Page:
Virginia has consistently been among the top 10 states for wildlife-vehicle collisions (WVCs), which make up over 6% of all reported collisions. Based on carcass removal studies, the number of WVCs that occur along roadways in the state are likely much higher than what is officially reported. Mitigation efforts can greatly reduce the financial burden and loss of life (both human and animals) caused by WVCs. Locating areas along major roadways where WVCs occur more often is an important first step to focus on effective, cost-effective mitigation efforts.
In 2020, the state of Virginia enacted the Wildlife Corridor Action Plan (WCAP) to “identify wildlife corridors, existing or planned barriers to movement along such corridors, and areas with a high risk of wildlife-vehicle collisions.” As part of this plan, VTTI researchers were tasked by VDOT to analyze WVC occurrences. The primary goal was to observe the occurrence rate of WVCs along roadways—if possible, specifically deer and bear collisions—and conduct a hotspot analysis of these occurrence rates. Other states that introduced similar legislation were studied to find what methods were used, and what could be applied to Virginia’s WCAP.
Datasets were sourced and compiled in ArcGIS, the primary of which was from the Virginia Roads database, to analyze the animal crash data between 2013 and 2020. The current crash report only differentiates by deer and other animals, but with the help of DMV personnel, data were searched by the keyword, “bear” in the publicly omitted comments section, which then made it possible to separately analyze bear crash data. Additionally, because the crash dataset is believed to be an underrepresentation of the true number of WVCs, carcass removal data sourced from VDOT’s HMMS database were used to create a supplementary layer, to help support the findings of the crash dataset.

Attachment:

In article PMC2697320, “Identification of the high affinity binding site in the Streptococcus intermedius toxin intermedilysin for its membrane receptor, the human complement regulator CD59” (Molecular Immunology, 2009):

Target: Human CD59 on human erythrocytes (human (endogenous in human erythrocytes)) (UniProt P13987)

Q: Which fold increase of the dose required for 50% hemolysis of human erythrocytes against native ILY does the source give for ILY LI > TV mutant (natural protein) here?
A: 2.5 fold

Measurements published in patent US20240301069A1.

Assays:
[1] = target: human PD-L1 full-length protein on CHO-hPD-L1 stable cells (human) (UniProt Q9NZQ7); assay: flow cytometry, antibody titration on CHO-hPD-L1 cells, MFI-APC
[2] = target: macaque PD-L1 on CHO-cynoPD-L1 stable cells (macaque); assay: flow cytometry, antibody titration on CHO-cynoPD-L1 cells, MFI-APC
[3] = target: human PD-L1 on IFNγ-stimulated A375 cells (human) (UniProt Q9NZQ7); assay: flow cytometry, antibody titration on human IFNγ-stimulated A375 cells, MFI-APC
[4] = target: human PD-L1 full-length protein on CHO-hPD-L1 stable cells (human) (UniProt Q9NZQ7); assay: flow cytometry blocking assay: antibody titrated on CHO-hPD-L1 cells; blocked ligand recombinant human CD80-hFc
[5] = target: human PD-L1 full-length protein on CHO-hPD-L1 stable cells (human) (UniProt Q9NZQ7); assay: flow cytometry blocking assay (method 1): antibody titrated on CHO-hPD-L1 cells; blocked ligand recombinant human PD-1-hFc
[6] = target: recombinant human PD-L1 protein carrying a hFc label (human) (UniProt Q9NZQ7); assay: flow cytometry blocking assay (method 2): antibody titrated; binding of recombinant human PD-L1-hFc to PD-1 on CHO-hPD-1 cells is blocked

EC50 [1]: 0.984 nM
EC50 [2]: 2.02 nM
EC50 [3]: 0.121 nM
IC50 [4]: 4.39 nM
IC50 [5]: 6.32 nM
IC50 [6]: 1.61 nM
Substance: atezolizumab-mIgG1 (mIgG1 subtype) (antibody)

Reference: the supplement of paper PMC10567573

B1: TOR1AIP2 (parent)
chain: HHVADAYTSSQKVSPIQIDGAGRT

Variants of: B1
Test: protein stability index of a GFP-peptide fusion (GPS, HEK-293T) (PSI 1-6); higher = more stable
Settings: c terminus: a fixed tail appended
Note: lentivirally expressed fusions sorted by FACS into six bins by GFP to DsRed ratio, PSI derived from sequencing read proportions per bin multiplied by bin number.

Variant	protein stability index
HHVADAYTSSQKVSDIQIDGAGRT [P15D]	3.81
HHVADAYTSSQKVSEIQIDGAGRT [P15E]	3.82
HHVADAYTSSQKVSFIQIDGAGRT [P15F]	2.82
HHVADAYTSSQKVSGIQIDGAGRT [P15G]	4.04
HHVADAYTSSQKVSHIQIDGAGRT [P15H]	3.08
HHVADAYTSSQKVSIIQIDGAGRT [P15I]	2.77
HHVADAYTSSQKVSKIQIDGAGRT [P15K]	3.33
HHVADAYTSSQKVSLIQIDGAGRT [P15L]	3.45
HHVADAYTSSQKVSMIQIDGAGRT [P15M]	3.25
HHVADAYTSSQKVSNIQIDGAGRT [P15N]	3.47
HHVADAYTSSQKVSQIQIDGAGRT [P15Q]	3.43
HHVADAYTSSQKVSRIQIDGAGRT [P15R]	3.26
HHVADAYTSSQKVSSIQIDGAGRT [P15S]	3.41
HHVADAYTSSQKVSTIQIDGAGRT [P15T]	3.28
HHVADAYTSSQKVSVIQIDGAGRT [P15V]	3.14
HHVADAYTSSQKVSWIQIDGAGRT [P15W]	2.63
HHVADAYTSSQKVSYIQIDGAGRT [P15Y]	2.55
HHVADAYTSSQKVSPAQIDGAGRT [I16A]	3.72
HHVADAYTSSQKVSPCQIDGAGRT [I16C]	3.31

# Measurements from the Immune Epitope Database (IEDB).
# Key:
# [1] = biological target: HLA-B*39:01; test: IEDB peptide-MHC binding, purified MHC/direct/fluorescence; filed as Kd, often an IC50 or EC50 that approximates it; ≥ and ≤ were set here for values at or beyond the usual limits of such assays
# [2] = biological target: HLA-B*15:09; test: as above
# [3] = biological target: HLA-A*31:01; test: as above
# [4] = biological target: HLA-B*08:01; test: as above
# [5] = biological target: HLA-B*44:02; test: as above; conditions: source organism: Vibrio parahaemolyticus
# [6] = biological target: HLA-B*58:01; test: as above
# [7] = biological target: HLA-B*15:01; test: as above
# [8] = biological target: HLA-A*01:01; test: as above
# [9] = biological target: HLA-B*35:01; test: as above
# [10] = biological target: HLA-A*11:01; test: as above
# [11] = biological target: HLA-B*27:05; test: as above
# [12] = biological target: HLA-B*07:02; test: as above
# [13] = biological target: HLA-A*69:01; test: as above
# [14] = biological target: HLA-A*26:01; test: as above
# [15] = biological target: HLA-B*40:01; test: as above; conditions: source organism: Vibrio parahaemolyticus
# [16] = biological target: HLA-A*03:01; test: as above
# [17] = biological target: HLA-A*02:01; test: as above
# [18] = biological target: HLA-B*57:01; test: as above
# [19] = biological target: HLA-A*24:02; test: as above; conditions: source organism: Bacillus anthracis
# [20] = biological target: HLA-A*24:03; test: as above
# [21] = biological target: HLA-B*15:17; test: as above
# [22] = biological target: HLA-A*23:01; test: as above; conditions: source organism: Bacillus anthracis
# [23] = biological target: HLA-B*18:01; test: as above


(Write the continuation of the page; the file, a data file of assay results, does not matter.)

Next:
Roadways were segmented by first using “Generate Points Along Lines” at 1 mile, then “Split Line at Point” to create the segment layer. WVCs were then spatially joined to the nearest road segment that occurred along each of these segments. WVC occurrence rates were created using a calculation to find the average rate (WVCs-per-mile, per-year) along each segment and were classified by top percentiles of the average occurrence rate. An “Optimized Hot Spot Analysis was run to confirm the findings of the road segmenting analysis, and to confirm WVCs are spatially clustered and not random. The conclusion of the analysis provided several heatmap layers to include in Virginia’s WCAP, both as interactive feature layers and as static images. These maps will be used to inform efforts made by the state of Virginia to mitigate WVCs along the chosen roadways. Possible improvements to this analysis would include allowing the reporting system to be more specific of different animal species, both wild and domesticated, as well as improving the carcass removal data system to be a more reliable source of information.